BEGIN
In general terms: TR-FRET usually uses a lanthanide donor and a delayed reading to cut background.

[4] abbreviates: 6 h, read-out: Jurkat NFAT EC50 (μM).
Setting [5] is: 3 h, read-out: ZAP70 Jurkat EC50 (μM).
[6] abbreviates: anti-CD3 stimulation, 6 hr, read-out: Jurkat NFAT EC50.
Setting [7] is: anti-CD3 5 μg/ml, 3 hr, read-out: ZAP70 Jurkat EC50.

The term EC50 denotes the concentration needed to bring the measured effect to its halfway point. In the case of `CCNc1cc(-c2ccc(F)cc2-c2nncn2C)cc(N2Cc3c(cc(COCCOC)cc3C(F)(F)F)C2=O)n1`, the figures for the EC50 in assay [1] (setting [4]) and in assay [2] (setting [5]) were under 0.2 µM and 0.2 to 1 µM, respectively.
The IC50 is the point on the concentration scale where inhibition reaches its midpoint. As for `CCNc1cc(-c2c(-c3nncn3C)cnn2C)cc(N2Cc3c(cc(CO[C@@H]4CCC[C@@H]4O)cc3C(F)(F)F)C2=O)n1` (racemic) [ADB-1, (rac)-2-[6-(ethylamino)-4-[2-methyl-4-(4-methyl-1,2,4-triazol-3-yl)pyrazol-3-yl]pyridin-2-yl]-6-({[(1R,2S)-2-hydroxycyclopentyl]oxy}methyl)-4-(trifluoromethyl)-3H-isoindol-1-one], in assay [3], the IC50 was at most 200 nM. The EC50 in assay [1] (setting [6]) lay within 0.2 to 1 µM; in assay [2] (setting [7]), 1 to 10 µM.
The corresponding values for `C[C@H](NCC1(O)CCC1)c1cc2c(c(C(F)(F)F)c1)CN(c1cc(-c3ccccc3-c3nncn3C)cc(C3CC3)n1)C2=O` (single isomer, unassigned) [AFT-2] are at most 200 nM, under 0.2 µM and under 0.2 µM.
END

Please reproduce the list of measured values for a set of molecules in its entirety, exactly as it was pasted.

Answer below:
In general terms: TR-FRET usually uses a lanthanide donor and a delayed reading to cut background.

[4] abbreviates: 6 h, read-out: Jurkat NFAT EC50 (μM).
Setting [5] is: 3 h, read-out: ZAP70 Jurkat EC50 (μM).
[6] abbreviates: anti-CD3 stimulation, 6 hr, read-out: Jurkat NFAT EC50.
Setting [7] is: anti-CD3 5 μg/ml, 3 hr, read-out: ZAP70 Jurkat EC50.

The term EC50 denotes the concentration needed to bring the measured effect to its halfway point. In the case of `CCNc1cc(-c2ccc(F)cc2-c2nncn2C)cc(N2Cc3c(cc(COCCOC)cc3C(F)(F)F)C2=O)n1`, the figures for the EC50 in assay [1] (setting [4]) and in assay [2] (setting [5]) were under 0.2 µM and 0.2 to 1 µM, respectively.
The IC50 is the point on the concentration scale where inhibition reaches its midpoint. As for `CCNc1cc(-c2c(-c3nncn3C)cnn2C)cc(N2Cc3c(cc(CO[C@@H]4CCC[C@@H]4O)cc3C(F)(F)F)C2=O)n1` (racemic) [ADB-1, (rac)-2-[6-(ethylamino)-4-[2-methyl-4-(4-methyl-1,2,4-triazol-3-yl)pyrazol-3-yl]pyridin-2-yl]-6-({[(1R,2S)-2-hydroxycyclopentyl]oxy}methyl)-4-(trifluoromethyl)-3H-isoindol-1-one], in assay [3], the IC50 was at most 200 nM. The EC50 in assay [1] (setting [6]) lay within 0.2 to 1 µM; in assay [2] (setting [7]), 1 to 10 µM.
The corresponding values for `C[C@H](NCC1(O)CCC1)c1cc2c(c(C(F)(F)F)c1)CN(c1cc(-c3ccccc3-c3nncn3C)cc(C3CC3)n1)C2=O` (single isomer, unassigned) [AFT-2] are at most 200 nM, under 0.2 µM and under 0.2 µM.